Lasers Reveal a Maya Civilization So Dense It Blew Experts’ Minds

(THIS ARTICLE IS COURTESY OF THE NEW YORK TIMES)

 

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Tikal, home to temples and palaces, is one of the best known Maya sites in northern Guatemala.CreditJustin Lane for The New York Times

They were hidden there, all this time, under the cover of tree canopies in the jungles of northern Guatemala: tens of thousands of structures built by the Maya over a millennium ago.

Not far from the sites tourists already know, like the towering temples of the ancient city of Tikal, laser technology has uncovered about 60,000 homes, palaces, tombs and even highways in the humid lowlands.

The findings suggested an ancient society of such density and interconnectedness that even the most experienced archaeologists were surprised.

“Everywhere that we looked, there was more settlement than we expected,” said Thomas Garrison, a National Geographic explorer and an archaeologist at Ithaca University. “We knew there was going to be more, but the scale of it really blew our minds.”

Researchers found the structures by shooting lasers down from planes to pierce the thick foliage and paint a 3-D picture of the ground below. The technology is called Light Detection and Ranging, or lidar.

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The method has been used elsewhere, including around the Angkor Wat temple in Cambodia. But this lidar project is the largest ever undertaken. More than 800 square miles of the Maya Biosphere Reserve in Guatemala’s Petén region have been mapped, according to an exclusive report by National Geographic, which is airing a Feb. 6 television special about the project.

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“This world, which was lost to this jungle, is all of a sudden revealed in the data,” said Albert Yu-Min Lin, an engineer and National Geographic explorer who worked on the television special. “And what you thought was this massively understood, studied civilization is all of a sudden brand new again.”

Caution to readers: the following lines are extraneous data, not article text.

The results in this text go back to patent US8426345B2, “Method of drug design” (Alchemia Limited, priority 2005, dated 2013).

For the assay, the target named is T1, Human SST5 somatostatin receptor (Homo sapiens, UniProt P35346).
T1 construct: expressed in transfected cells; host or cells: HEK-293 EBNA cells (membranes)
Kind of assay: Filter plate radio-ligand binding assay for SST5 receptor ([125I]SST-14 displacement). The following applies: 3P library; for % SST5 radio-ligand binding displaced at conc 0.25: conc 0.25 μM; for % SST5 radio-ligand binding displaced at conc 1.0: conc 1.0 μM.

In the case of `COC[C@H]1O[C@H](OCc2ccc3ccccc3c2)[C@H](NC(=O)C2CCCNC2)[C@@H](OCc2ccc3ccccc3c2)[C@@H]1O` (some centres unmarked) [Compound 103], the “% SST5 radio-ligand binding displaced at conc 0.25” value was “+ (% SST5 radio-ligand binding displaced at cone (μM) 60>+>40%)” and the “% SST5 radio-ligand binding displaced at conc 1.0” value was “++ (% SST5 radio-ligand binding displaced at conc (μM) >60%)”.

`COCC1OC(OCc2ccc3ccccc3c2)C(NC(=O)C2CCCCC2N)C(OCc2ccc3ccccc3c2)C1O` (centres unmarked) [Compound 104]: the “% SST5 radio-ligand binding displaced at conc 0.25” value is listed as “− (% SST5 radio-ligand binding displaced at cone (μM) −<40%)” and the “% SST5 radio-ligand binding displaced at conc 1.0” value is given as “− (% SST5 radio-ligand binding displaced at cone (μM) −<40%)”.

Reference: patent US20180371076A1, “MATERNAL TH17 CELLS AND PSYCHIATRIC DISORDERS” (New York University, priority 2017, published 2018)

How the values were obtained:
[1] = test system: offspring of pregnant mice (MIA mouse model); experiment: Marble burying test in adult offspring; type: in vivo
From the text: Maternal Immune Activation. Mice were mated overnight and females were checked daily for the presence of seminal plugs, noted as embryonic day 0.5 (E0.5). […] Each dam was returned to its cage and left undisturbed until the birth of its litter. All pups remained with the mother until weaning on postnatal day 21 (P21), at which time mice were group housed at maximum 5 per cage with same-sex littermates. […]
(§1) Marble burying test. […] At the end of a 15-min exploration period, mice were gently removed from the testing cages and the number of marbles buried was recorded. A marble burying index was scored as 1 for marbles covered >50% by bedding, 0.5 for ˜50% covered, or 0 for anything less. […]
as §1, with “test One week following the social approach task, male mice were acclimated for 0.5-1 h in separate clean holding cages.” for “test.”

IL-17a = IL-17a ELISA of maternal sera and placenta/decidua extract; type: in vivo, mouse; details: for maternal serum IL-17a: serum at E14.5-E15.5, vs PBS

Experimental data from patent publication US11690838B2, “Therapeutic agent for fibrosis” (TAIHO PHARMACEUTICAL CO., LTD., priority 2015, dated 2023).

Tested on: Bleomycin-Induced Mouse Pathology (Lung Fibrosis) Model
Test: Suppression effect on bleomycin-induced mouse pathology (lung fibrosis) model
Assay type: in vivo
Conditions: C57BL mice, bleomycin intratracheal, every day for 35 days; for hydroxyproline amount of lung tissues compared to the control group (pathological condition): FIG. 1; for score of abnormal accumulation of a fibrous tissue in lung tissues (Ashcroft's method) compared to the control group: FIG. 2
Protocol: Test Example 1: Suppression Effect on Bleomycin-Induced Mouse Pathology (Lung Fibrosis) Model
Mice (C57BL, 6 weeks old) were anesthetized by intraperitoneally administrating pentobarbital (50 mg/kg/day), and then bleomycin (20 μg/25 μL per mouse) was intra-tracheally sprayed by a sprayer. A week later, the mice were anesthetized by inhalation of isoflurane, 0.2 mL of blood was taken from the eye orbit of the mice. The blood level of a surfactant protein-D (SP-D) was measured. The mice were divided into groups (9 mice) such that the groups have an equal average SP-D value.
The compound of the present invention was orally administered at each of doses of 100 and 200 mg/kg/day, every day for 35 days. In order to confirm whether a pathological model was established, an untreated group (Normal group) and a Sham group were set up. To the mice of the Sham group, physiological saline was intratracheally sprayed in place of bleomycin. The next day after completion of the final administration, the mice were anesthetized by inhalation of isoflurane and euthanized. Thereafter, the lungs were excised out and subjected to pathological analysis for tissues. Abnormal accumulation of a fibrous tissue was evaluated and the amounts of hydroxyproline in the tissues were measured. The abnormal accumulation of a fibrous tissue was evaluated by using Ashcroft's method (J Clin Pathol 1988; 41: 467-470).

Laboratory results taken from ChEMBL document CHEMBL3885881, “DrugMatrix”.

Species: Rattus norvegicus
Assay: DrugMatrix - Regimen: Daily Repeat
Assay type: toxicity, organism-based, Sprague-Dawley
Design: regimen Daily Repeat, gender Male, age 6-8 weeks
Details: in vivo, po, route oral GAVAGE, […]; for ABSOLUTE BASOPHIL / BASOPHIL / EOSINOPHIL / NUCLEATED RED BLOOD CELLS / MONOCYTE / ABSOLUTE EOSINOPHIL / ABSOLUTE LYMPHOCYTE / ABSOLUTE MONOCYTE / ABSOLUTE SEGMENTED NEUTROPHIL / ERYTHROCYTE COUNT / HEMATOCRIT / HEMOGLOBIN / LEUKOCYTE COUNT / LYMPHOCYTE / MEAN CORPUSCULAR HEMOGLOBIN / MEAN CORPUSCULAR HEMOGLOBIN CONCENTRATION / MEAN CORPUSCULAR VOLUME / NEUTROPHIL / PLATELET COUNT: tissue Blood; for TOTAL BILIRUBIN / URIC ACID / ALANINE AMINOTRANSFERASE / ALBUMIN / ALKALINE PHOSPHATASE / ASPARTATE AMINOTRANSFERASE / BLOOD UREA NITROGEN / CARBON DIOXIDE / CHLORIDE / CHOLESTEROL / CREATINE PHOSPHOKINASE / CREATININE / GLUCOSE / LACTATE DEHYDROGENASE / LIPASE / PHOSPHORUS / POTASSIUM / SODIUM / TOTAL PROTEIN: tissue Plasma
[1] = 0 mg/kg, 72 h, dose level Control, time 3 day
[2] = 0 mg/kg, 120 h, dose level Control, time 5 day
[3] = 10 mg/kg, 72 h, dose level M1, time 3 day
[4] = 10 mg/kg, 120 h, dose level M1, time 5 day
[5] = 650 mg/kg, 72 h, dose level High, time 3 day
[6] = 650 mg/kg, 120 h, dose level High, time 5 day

The lasers are only the first step, he added, noting that he and archaeologists still had to trek through jungles to verify the data while contending with thick undergrowth, poisonous snakes, swarms of killer bees and the odd scorpion.

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Lidar data highlighted about 60,000 structures that had been hidden in the jungle for hundreds of years.CreditWild Blue Media/National Geographic

The project was started by Pacunam, a Guatemalan nonprofit organization, and carried out with help from the National Center for Airborne Laser Mapping, which is based at the University of Houston. The lidar technology essentially allows researchers to spot bumps in the landscape. Most of the ruins look like rocky mounds — even in person, and to the naked eye — but experts can often identify a collapsed quarry, palace or street.

The Maya culture was known for its sophisticated approach to agriculture, arts and astronomy. The peak era for the civilization, which some archaeologists refer to as the Classic Period, is generally considered to have lasted from around A.D. 250 to 900.

The total population at that time was once estimated to be a few million, said Diane Davies, an archaeologist and Maya specialist based in the United Kingdom. But in light of the new lidar data, she said it could now be closer to 10 million.

Dr. Davies was not involved in the lidar project but considered it “really big, sensational news.” She said the data should encourage people not only to re-evaluate Maya civilization, but also to learn from it.

“To have such a large number of people living at such a high level for such a long period of time, it really proves the fact that these people were highly developed, and also quite environmentally conscientious,” she said.

Among the structures uncovered were roads, built wide and raised high above the wetlands to connect fields to farmers and markets to metropolises. There were also small dwellings, quarries and intricate irrigation systems. “We’re seeing the spaces in between, and that’s where really interesting stuff was happening,” Dr. Garrison said.